We walked out of the studio that day having recorded with some of the top sessions players in town. They seemed to enjoy our songs and working with us. “Y’all come back and see us some time,” one of them said. 

As for ol’  Mitch, he left humming one of our tunes.

The root of all evil 

We have been battling with a most vexatious weed in our yard. It seems capable of propagating anywhere, sprouting to a couple feet in height with incredible speed and agility. Its tenacious roots anchor defiantly in the soil, making it almost impossible to pull out. Grabbing the thing isn’t easy, either. It defies hand-to-hand combat, defending its turf with prickly, contorted leafs that get the message out to keep your distance.

Meanwhile, our little quarter-acre lot is run rampant with squirrels. And from the looks of things, they are as healthy and happy as can be. They’re going nowhere, content to obliviously dig up newly seeded grass or uproot lovingly planted flowers. They’re on a frantic mission to bury (and subsequently forget) their nutty treasures.

It took awhile, but we finally made the connection between the “weeds" and the squirrels. And I’m somewhat embarrassed to even admit it, given I have been living in California nearly my entire adult life and should be at least nominally acquainted with the native vegetation. But thanks to modern technology (i.e. a newly installed app on the phone) we were able to photograph and identify the plant.

It turns out the “weed” is actually quercus agrifolia, otherwise known as Coast Live Oak. These plants clearly haven’t been taking root of their own accord. They have had a little help from their bushy-tailed friends.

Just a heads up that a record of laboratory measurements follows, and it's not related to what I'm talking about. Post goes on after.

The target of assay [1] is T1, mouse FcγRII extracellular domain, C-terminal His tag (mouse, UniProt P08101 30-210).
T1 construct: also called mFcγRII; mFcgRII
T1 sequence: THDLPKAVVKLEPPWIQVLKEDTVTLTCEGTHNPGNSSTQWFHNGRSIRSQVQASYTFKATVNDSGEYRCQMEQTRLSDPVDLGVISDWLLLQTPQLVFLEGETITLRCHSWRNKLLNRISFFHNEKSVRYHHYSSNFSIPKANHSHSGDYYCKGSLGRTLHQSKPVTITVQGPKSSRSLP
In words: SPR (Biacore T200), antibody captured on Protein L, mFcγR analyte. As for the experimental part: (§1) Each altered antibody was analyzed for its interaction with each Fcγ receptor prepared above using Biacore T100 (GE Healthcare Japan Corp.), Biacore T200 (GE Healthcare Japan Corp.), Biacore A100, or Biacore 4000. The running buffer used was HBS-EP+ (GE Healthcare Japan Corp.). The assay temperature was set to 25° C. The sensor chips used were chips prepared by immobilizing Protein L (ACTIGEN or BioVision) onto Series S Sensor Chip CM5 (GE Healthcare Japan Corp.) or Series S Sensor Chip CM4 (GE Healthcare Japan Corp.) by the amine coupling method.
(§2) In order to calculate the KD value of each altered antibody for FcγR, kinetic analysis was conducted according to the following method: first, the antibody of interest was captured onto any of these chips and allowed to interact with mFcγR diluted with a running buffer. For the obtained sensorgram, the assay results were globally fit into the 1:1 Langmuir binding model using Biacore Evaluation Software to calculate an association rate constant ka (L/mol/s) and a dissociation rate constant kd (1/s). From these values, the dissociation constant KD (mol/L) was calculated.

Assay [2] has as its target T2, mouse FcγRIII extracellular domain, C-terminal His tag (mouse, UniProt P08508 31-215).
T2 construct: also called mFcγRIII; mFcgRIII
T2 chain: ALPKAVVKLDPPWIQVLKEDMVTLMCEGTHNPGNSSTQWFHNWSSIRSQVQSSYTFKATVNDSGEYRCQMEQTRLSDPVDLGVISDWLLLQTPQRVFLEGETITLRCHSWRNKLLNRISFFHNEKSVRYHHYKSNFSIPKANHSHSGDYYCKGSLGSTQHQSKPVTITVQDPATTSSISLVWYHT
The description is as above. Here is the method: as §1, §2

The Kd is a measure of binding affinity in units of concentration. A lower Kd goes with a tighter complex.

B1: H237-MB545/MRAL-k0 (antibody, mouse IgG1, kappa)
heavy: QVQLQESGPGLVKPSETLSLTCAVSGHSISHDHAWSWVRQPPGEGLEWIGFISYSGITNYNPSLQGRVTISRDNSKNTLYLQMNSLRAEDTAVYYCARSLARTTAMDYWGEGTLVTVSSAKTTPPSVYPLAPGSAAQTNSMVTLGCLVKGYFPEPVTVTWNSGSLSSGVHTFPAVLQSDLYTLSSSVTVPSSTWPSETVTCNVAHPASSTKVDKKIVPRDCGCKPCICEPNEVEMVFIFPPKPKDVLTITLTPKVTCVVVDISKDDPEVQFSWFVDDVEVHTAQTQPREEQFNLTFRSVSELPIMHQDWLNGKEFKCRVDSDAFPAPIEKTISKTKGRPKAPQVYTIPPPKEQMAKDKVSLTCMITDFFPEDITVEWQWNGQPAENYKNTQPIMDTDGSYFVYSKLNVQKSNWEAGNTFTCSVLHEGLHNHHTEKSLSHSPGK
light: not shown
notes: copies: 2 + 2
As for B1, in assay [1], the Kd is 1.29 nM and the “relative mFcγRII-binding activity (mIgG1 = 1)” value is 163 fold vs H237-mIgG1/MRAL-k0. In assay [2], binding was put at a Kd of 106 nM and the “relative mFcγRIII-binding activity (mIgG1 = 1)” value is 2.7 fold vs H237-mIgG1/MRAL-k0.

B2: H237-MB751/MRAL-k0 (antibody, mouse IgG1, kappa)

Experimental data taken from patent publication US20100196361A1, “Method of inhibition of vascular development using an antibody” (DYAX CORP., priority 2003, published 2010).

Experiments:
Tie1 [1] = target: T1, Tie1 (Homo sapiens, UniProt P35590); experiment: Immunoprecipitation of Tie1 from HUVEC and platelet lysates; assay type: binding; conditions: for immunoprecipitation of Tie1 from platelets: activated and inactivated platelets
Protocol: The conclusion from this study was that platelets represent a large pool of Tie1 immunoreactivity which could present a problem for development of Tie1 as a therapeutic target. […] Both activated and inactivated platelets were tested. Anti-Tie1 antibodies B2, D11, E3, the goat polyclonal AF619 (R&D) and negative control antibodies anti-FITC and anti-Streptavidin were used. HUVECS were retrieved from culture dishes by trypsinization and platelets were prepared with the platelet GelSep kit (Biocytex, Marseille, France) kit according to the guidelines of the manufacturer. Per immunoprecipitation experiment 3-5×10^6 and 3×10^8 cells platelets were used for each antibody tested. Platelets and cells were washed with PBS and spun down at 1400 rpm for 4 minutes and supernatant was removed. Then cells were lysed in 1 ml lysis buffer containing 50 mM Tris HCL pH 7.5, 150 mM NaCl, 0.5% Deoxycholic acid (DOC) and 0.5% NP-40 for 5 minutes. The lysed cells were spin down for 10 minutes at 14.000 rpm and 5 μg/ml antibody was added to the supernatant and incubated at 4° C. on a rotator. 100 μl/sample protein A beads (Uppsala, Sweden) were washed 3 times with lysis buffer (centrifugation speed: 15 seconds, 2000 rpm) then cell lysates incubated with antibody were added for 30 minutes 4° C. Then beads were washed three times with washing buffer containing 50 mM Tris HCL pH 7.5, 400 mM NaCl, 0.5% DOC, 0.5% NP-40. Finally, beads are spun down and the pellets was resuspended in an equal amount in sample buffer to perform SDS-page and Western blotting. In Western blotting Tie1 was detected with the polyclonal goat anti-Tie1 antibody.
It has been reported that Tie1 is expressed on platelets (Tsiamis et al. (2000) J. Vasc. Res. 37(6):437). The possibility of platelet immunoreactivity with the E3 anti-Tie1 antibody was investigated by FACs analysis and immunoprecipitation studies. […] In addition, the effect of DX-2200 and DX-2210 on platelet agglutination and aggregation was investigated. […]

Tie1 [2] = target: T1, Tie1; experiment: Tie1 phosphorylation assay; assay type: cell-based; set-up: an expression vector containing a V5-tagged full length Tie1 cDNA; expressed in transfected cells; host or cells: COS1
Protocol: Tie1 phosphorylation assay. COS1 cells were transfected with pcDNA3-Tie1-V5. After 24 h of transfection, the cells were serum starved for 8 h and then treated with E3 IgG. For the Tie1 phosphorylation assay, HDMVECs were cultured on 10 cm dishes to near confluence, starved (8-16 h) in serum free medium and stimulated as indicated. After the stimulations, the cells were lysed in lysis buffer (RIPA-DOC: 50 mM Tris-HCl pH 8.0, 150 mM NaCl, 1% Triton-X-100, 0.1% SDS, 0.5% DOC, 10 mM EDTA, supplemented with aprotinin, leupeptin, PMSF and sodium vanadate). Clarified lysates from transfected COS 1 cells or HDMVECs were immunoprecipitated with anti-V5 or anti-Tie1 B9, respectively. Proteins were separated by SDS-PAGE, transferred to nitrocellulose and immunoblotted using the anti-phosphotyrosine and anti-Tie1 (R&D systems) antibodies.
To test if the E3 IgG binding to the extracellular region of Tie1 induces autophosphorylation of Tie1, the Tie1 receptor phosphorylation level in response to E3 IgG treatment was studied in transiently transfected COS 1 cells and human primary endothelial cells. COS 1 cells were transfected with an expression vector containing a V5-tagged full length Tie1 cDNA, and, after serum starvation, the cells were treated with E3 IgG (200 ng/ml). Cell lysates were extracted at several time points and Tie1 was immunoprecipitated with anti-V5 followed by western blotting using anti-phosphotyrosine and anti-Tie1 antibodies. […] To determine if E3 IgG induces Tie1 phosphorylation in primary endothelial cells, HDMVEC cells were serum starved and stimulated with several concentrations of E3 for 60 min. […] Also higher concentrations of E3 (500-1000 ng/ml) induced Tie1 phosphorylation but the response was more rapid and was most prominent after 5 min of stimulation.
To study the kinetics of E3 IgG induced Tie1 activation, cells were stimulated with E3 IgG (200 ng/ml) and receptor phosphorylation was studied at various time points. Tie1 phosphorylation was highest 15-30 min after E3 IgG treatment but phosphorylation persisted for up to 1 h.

Our own mini-ecosystem in action.

Well, if you can’t beat ‘em, join ‘em. So we took the time to laboriously replant one of the oak trees. We’ll see how well it grows with a bit of kindness instead of hostility.

Our enemy has become our friend, now that we have been educated to overcome our ignorance of what was once considered a foreign intruder.


Our humble harvest 

Throughout the summer and fall, we endured endless photos and postings from friends and family about their bountiful gardens.

We looked on in envy and awe at the cornucopia of fruits and vegetables that people seemed to effortlessly grow. Tomato plants the size of Christmas trees. Carrots that could double as police batons. Watermelons with such heft they require power machinery to hoist onto the table.

“We don’t even know what we’re doing,” they say, as though that should be consolation.

Or our favorite: “These cucumbers just sprouted in the compost heap.” Thanks. Now we feel better.

We bite our tongues, refraining from saying what we’re thinking.

That’s because there's something funny going on in our yard.
Everything we grow is stunted. Things ripen as they should. And they appear and taste normal. They’re just teensy tiny replicas of their respective species.

It’s not for lack of water. We’ve got drip irrigation and hoses everywhere. It’s certainly not on account of the soil. We’ve hauled in cubic yards of organic matter that’s so expensive they sell it by the ounce. Sunshine? Got plenty. As for tender loving care, we weed and till the ground and prune our leafy compatriots day and night.

Still, our harvest is on such a diminutive scale, we could fit it all in a doll's house.

Perhaps our little quarter-acre plot is some sort of self-contained ecosystem. Maybe the plants are adapting and evolving, using less resources to survive. It’s a well known phenomenon titled “Island Dwarfism.”

It certainly seems to apply to the plants. But apparently no one told the mammals. We’ve got more than our fair share of squirrels and they are as big, fat and happy as can be.